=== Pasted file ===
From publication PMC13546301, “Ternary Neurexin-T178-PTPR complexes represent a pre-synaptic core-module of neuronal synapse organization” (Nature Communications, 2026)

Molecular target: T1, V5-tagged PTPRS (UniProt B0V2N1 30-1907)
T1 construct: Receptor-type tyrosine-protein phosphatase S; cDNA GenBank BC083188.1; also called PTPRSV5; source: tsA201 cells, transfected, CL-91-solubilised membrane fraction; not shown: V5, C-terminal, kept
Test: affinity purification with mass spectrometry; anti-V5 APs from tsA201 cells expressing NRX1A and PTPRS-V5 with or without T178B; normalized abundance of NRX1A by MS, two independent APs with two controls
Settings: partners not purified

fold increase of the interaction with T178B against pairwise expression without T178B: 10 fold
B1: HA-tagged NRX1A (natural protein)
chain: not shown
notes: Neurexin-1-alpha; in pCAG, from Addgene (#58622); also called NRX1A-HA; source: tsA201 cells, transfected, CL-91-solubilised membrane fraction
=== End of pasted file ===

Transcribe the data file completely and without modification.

From publication PMC13546301, “Ternary Neurexin-T178-PTPR complexes represent a pre-synaptic core-module of neuronal synapse organization” (Nature Communications, 2026)

Molecular target: T1, V5-tagged PTPRS (UniProt B0V2N1 30-1907)
T1 construct: Receptor-type tyrosine-protein phosphatase S; cDNA GenBank BC083188.1; also called PTPRSV5; source: tsA201 cells, transfected, CL-91-solubilised membrane fraction; not shown: V5, C-terminal, kept
Test: affinity purification with mass spectrometry; anti-V5 APs from tsA201 cells expressing NRX1A and PTPRS-V5 with or without T178B; normalized abundance of NRX1A by MS, two independent APs with two controls
Settings: partners not purified

fold increase of the interaction with T178B against pairwise expression without T178B: 10 fold
B1: HA-tagged NRX1A (natural protein)
chain: not shown
notes: Neurexin-1-alpha; in pCAG, from Addgene (#58622); also called NRX1A-HA; source: tsA201 cells, transfected, CL-91-solubilised membrane fraction